Hookah Bar in Jacksonville Sued for Serving Minor Involved in Fatal Crash

A Jacksonville hookah bar has been named in a civil lawsuit by the family of a teenage girl who was killed by an underage drinker who had just left the bar. The collision happened around midnight November 14, 2010, when a 20-year-old US Navy sailor left the bar in Jacksonville, which had a reputation for serving underage drinkers. His car slammed into one being driven by a 19-year-old who was minutes away from her home to make her 12:30 a.m. curfew. The young man has been charged with DUI and vehicular homicide, which if convicted, can bring him 15 years in prison.

According to a story in First Coast News, before the crash, people on Facebook commented that the bar would serve underage drinkers. The sailor had a blood alcohol level of .204 – almost three times the legal limit for intoxication (0.08), according to the Florida Highway Patrol (FHP). And the news station says the young man had just been released from rehab.

The teenage girl was planning to be a pharmacist. Her family says she was an organ donor and at least her death meant life for some other people.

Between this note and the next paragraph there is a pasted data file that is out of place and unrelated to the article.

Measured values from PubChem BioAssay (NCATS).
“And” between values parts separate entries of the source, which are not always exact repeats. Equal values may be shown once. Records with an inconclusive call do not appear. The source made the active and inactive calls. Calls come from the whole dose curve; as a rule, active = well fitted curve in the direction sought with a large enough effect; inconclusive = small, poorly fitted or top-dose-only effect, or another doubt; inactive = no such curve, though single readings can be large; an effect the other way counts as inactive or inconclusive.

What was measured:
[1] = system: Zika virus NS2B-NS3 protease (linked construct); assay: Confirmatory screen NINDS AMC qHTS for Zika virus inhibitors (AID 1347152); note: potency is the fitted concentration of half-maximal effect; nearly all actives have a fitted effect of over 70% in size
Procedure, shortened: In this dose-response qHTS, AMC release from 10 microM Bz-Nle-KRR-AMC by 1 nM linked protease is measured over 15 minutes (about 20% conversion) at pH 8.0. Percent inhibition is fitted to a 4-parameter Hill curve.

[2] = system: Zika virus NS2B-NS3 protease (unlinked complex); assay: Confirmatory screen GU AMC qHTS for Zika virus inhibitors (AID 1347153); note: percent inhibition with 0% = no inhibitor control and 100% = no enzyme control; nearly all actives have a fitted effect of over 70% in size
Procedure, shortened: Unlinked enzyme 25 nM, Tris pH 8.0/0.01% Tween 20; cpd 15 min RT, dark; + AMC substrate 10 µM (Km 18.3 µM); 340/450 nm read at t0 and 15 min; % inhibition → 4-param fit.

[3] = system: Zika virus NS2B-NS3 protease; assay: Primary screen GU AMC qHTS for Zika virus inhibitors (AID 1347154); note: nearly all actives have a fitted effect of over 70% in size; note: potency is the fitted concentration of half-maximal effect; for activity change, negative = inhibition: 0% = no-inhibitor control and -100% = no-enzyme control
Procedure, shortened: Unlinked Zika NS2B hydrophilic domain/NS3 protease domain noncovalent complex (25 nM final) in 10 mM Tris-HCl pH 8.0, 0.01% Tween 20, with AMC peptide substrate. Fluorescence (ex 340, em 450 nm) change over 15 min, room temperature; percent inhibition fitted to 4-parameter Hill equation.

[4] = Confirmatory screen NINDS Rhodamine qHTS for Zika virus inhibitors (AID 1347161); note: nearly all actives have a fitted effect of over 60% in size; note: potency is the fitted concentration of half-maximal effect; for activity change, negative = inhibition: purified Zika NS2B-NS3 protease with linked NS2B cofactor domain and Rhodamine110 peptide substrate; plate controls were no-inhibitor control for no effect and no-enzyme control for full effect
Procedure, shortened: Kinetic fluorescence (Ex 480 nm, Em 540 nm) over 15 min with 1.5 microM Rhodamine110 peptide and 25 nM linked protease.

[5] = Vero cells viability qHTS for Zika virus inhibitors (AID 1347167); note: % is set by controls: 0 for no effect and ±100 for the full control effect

Under Florida Statute 768.125, an establishment is not liable for injuries caused by someone who was just drinking at its bar unless the drunk driver was under the age of 21, or unless the establishment knew the person was habitually addicted to alcohol. In the latter case, a bartender can claim that they had no knowledge of the habits of the alcoholic, but in the first case there is very little wiggle room- either the drinker was 21 or not.

This case is being prepared for trial. Our condolences go out to the family and friends of the young woman who died through no fault of her own.

Sources: http://www.firstcoastnews.com/news/local/article/213717/3/Hookah-Bar-Sued-for-Serving-Minor-Involved-in-Fatal-Accident and http://www.leg.state.fl.us/statutes/index.cfm?App_mode=Display_Statute&Search_String=&URL=0700-0799/0768/Sections/0768.125.html

Badges